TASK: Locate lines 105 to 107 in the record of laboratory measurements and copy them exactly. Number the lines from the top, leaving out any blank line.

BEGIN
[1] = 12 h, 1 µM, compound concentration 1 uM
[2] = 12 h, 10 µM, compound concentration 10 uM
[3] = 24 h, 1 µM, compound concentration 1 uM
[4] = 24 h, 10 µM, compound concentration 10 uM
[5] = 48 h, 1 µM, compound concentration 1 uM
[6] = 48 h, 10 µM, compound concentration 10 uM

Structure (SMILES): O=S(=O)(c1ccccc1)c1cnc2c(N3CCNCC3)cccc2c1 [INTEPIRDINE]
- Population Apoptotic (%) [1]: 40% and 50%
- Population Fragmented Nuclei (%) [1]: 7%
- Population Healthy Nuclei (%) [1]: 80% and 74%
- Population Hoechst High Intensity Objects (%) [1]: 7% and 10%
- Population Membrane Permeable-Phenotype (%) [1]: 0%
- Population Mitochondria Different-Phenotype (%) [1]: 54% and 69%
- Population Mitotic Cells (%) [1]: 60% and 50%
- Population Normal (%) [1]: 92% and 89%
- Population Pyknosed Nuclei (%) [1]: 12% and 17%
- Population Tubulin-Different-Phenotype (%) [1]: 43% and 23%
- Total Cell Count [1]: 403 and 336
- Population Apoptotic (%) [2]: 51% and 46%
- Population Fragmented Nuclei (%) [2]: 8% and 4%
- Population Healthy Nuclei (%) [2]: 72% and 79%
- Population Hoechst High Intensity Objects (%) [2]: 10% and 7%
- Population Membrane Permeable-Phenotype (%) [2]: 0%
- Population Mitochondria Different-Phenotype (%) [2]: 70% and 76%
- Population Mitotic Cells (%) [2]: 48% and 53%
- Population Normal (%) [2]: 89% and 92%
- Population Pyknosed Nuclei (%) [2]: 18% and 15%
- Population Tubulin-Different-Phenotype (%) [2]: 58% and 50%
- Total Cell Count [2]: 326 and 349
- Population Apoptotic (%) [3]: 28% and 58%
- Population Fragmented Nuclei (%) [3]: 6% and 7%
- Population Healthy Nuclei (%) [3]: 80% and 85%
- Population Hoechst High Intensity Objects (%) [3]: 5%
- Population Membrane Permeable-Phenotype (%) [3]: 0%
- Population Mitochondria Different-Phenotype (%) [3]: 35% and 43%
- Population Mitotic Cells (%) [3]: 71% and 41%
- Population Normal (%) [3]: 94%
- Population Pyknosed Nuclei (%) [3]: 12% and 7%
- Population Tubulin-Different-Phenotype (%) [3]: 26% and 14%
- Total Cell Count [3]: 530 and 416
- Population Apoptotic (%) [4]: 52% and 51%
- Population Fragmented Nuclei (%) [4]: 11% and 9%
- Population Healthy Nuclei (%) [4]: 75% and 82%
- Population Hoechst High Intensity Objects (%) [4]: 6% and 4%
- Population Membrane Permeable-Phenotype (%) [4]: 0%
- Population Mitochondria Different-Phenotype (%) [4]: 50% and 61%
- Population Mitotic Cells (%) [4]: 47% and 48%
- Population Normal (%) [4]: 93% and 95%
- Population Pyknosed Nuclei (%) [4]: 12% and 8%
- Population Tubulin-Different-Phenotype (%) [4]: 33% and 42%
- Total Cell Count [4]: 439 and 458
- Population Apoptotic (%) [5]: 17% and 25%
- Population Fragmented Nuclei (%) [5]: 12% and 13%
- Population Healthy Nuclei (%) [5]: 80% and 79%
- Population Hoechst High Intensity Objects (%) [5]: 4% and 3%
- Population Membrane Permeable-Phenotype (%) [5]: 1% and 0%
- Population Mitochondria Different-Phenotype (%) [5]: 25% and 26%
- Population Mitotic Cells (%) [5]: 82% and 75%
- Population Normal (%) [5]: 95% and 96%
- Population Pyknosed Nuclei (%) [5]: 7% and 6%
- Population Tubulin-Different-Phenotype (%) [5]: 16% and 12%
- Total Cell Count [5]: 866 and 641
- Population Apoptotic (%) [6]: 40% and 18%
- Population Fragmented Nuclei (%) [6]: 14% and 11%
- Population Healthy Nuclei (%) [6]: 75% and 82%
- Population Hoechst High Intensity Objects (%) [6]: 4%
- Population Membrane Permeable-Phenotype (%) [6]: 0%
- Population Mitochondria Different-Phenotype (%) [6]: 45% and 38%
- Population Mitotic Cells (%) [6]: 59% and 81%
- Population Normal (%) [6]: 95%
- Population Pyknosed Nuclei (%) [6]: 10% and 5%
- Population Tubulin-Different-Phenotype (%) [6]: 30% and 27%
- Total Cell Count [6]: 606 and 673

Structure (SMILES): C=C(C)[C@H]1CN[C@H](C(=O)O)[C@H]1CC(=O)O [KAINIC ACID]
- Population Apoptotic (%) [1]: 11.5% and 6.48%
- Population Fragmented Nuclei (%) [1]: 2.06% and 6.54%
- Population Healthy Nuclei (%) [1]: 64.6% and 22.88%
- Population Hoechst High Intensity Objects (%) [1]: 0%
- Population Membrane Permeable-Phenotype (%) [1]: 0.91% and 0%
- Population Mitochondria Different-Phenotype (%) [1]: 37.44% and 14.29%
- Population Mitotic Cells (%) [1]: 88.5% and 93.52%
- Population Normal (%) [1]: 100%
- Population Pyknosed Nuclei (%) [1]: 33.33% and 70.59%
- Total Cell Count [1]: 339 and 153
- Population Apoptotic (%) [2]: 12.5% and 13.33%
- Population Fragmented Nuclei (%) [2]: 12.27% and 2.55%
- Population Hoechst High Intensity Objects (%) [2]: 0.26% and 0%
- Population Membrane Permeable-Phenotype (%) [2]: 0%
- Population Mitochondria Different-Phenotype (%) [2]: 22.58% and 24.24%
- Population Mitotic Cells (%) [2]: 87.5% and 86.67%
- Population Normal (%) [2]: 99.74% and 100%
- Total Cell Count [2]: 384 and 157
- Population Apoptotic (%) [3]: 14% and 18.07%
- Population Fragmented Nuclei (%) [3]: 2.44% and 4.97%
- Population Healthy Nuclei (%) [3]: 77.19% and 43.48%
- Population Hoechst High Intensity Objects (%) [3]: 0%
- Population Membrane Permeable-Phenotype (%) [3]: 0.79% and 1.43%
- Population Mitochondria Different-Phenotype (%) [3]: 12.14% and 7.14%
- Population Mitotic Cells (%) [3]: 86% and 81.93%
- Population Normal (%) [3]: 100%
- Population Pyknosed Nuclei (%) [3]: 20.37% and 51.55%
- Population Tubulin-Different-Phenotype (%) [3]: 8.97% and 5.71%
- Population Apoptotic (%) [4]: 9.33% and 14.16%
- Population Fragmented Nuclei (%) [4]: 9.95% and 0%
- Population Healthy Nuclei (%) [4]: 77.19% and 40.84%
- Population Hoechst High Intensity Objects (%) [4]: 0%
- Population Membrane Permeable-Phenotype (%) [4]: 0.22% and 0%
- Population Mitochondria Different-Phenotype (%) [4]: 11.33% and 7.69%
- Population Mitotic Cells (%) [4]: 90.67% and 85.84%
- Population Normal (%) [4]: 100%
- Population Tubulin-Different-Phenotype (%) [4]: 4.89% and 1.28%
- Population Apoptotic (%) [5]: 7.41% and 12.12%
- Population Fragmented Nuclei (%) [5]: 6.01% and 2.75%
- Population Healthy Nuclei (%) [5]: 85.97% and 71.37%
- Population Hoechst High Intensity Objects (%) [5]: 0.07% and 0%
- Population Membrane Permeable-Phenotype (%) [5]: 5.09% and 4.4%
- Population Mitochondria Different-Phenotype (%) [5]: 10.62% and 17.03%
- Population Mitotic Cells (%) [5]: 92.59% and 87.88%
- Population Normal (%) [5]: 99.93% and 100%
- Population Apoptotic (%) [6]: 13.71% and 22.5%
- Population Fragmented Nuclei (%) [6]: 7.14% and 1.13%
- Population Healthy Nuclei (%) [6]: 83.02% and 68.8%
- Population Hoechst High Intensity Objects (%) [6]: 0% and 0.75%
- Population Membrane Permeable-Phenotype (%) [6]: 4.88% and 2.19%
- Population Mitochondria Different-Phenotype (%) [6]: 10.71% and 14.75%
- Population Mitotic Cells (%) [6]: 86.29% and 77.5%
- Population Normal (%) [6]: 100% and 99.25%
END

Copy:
- Population Healthy Nuclei (%) [4]: 77.19% and 40.84%
- Population Hoechst High Intensity Objects (%) [4]: 0%
- Population Membrane Permeable-Phenotype (%) [4]: 0.22% and 0%